Tuesday, March 24, 2009
Embracing Death - The Meditations of Marcus Aurelius - Unpublished Selections Explained, Med. XII.31
Meditation XII.31 - Embracing Death - Translated by George Long and rewritten by Russell McNeil
What do you wish? to continue to exist?1 Well, do you wish to have sensation? movement? growth? and then again to cease to grow? to use your speech? to think?2 What is there of all these things which seems to you worth desiring?3 But if it is easy to set little value on all these things, turn to that which remains, which is to follow reason and nature.4 But it is inconsistent with honoring reason and nature to be troubled because by death you will be deprived of the other things.5
(1) Marcus sets up the meditation with an existential challenge: he confronts us with a fundamental question about the meaning of existence.
(2) This covers all the bases. Existence is experienced through the body and the mind as a set of physical and emotional sensations and actions and transformations. Each of these experiences is however limited and transient and self-directed.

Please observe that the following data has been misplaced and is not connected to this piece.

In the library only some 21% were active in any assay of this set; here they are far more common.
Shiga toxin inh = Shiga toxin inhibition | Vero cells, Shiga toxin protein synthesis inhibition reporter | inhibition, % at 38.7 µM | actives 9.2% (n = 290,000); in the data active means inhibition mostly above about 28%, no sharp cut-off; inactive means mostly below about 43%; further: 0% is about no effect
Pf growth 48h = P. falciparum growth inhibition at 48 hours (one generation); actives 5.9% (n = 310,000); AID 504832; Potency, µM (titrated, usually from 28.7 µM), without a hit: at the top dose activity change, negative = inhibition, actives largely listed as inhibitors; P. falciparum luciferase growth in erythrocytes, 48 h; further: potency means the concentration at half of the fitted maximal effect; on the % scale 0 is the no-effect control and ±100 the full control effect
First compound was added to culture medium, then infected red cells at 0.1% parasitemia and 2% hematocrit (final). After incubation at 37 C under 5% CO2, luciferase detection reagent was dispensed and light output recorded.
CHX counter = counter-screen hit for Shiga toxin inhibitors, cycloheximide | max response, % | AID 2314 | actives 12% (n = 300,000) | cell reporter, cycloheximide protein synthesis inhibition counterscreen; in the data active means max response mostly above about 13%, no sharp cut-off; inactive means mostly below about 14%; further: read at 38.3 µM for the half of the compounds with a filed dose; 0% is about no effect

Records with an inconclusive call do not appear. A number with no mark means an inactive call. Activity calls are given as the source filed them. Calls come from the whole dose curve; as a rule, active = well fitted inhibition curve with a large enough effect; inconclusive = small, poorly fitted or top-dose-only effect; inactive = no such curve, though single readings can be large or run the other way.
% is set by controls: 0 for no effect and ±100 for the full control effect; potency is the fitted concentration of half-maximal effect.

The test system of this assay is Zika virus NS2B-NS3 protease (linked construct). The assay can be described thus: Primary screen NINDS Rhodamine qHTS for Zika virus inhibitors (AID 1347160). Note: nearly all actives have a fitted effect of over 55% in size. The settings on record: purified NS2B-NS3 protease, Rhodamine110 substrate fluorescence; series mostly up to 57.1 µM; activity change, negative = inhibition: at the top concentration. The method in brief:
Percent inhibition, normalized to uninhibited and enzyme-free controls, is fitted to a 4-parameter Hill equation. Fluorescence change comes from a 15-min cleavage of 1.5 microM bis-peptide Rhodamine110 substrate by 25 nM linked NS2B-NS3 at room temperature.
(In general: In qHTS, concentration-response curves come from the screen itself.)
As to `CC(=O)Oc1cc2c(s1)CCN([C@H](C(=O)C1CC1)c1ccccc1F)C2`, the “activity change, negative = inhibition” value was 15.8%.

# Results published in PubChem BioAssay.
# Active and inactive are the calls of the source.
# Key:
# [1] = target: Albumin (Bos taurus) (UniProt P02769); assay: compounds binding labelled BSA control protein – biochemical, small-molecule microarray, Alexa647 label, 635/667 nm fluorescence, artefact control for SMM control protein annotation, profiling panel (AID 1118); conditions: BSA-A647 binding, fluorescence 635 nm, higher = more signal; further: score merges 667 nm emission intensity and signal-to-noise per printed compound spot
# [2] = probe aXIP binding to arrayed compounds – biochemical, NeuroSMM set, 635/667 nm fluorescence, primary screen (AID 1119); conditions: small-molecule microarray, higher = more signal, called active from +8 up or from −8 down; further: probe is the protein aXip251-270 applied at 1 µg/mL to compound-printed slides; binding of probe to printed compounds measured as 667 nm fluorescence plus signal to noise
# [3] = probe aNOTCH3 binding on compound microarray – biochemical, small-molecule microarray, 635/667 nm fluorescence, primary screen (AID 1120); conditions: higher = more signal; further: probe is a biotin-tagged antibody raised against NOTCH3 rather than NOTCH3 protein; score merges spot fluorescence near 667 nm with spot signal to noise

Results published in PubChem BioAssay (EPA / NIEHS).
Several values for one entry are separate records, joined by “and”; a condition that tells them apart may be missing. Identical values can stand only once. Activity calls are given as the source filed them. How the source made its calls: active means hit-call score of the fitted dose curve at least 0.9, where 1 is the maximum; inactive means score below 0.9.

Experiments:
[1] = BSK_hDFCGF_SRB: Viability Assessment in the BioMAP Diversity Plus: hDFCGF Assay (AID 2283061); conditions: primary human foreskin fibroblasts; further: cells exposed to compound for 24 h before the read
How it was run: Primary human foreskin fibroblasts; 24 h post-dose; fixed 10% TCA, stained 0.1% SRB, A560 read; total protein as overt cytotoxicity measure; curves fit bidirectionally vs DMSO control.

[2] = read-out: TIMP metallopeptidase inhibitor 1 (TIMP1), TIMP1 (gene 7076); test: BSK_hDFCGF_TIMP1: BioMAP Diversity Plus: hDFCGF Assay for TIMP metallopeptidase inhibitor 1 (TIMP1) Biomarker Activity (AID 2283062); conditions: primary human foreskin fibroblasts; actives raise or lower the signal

(3) This is a meditation, not a structured argument. We need to infer from the language that the logical analysis that we might bring to this question would invariably lead us to the conclusion that an endless repetition of sensations of any kind would be tedious, and consequently not something we would eternally desire.
(4) In discovering that experience has its limits, Marcus exhorts us to turn to reason and nature for guidance. In doing this and in examining nature, reason will show us that nothing endures, and that life is a series of transformations leading inexorably to dissolution and death.
(5) Marcus concludes that, if anything, death will at last release us all from the tedium of existence, and therefore something we ought to embrace.
Russell McNeil, PhD, is the author of The Meditations of Marcus Aurelius: Selections Annotated and Explained by Skylight Paths Publishing. The unpublished selections presented in this Blog are provided as supplemental material to the published selections which are annotated and explained in the book. The published selections are referenced in this Blog by page number and section